Howard's tail


At the moment, in politics, John Howard is God. He has won four elections. He has repelled all comers both within and without, including three Labor leaders in as many years. His party wants him in the job for however long he feels like it. And he’s on the verge of taking control of the Senate that will allow him to pass just about any legislation he likes.

So just what the hell is he doing hanging on to such an ordinary and inept bunch of junior ministers?

In a cricketing analogy they’re called the tail. They are the weak link. During a match, whether it’s a test or a one-day, you always hope that you’ve made enough runs in an innings so you’re not forced to send the poor performers out to bat. For some reason, even after all these years, Howard carries a pretty weak tail.

Max Gillies as John Howard in the Big Con.<br />
			Photograph by Lisa Tomasetti.

Max Gillies as John Howard in The Big Con
Photograph by Lisa Tomasetti

Remember Wilson Tuckey intervening on his son’s behalf about a dodgy traffic offence. Or, one of my personal favourites, Danna Vale who referred to the Royal Australian Navy as the ‘mightiest little Navy in the world.’ There’s a long list. In the early days Howard got rid of the liabilities, people like Warwick Parer, who failed to see the conflict of interest between his Ministry and some of his private holdings. Not forgetting Bronwyn Bishop after the appalling way she handled the nursing home acid baths scandal. Yet these days, he’s more inclined to hang on to them.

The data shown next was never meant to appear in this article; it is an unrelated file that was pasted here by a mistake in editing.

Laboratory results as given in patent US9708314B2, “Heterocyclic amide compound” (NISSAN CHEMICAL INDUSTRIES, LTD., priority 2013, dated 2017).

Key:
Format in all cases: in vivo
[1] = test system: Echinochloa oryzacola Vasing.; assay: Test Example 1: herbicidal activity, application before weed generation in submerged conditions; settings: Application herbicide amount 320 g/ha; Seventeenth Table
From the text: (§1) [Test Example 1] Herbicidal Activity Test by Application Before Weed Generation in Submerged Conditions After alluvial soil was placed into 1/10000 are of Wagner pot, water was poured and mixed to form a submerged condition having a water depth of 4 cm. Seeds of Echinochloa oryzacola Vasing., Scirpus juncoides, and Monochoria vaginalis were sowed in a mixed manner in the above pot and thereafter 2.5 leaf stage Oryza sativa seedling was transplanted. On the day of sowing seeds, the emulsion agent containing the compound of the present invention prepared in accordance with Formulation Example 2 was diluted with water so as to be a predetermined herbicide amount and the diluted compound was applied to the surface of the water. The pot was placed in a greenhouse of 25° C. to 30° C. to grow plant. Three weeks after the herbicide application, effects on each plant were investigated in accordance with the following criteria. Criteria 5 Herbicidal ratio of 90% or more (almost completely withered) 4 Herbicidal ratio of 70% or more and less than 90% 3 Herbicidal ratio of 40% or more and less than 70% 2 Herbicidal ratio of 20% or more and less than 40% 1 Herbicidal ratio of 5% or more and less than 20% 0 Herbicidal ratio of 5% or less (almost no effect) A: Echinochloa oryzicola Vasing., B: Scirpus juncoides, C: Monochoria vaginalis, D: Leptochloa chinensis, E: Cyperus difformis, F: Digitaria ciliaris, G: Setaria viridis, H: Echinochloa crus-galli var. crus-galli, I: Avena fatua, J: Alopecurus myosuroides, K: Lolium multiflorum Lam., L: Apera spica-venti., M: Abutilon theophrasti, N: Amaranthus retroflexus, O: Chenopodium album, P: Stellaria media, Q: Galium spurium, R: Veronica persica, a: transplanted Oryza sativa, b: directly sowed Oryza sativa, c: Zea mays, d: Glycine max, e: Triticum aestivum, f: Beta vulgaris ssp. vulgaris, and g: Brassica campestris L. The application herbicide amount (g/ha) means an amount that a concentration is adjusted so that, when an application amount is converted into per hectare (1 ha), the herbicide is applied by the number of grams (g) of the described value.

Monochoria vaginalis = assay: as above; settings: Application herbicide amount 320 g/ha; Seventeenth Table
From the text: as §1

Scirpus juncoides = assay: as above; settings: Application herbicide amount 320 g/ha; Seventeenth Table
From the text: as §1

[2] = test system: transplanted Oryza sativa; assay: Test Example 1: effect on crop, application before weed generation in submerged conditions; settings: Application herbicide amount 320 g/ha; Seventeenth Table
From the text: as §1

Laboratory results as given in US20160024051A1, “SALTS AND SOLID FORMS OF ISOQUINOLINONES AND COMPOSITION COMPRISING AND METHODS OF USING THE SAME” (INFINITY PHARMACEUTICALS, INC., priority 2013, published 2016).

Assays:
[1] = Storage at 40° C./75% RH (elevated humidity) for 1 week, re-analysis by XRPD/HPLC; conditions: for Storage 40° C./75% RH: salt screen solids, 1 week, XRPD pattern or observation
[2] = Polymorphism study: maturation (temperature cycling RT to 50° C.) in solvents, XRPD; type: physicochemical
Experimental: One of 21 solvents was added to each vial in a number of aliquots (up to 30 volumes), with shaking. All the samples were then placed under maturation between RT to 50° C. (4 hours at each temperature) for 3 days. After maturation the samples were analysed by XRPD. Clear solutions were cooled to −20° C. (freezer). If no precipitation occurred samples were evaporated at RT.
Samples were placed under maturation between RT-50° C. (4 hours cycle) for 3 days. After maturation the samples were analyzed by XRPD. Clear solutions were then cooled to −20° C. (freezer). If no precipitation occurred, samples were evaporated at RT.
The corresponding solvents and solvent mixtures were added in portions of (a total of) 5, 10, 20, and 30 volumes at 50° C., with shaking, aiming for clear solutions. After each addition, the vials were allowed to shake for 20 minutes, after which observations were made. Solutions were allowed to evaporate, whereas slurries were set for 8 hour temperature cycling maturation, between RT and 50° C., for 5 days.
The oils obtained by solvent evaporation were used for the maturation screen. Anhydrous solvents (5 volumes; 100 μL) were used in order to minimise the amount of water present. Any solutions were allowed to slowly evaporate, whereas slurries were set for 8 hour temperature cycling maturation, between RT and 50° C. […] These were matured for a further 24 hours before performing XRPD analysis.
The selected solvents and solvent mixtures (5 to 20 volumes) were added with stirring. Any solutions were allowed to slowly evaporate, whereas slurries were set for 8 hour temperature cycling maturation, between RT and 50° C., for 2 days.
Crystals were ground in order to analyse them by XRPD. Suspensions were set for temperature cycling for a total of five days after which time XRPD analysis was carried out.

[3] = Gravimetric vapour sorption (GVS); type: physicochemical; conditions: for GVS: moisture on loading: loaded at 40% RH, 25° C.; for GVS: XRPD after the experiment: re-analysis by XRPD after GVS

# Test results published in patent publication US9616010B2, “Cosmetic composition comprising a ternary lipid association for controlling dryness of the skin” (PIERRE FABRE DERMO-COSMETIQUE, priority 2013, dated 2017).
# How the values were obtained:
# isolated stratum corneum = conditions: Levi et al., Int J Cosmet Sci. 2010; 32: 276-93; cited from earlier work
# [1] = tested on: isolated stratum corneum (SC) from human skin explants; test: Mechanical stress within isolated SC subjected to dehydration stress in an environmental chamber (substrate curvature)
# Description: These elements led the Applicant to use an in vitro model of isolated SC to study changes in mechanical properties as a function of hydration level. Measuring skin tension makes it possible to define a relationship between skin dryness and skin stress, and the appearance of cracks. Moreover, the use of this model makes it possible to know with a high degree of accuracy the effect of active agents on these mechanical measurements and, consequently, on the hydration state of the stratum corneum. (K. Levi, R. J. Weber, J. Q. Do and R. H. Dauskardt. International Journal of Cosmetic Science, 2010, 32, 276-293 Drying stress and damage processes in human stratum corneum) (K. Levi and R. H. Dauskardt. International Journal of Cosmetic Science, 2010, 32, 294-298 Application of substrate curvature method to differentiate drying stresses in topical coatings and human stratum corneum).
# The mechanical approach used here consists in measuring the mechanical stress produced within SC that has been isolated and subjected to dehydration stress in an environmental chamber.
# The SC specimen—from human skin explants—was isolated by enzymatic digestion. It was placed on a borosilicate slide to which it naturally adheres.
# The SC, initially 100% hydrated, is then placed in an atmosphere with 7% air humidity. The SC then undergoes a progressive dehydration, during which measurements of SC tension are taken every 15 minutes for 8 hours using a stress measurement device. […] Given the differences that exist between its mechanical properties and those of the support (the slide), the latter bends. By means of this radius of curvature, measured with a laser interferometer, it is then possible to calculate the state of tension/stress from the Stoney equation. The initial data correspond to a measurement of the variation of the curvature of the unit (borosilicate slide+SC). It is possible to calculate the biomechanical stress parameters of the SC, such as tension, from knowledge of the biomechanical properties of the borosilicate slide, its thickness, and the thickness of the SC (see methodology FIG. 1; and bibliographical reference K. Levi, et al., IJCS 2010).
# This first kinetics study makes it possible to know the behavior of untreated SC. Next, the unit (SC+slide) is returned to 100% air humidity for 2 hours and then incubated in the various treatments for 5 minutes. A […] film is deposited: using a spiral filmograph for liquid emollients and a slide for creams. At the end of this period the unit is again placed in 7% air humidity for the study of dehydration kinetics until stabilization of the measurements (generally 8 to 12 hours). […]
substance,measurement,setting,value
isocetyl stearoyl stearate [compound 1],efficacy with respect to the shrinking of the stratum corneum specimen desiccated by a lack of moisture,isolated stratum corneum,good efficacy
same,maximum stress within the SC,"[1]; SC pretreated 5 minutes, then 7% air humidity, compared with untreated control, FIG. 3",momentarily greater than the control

I’m certain that Howard had no intention of giving Kim Beazley such a good leg up in his first week back in the chair with the Tumbi Creek grants taking centre stage and the Cornelia Rau issue dogging his footsteps. Even though the PM was unhappy about the Habib revelations he was somewhat prepared for them. But neither he nor Hill were expecting the interview Rod Barton gave to Four Corners just in time for Senate Estimates last week. And all of this was topped off by the salacious ‘spy who loved me’ Amir Laty allegations swirling around Phillip Ruddock. There was definitely something in the water last week.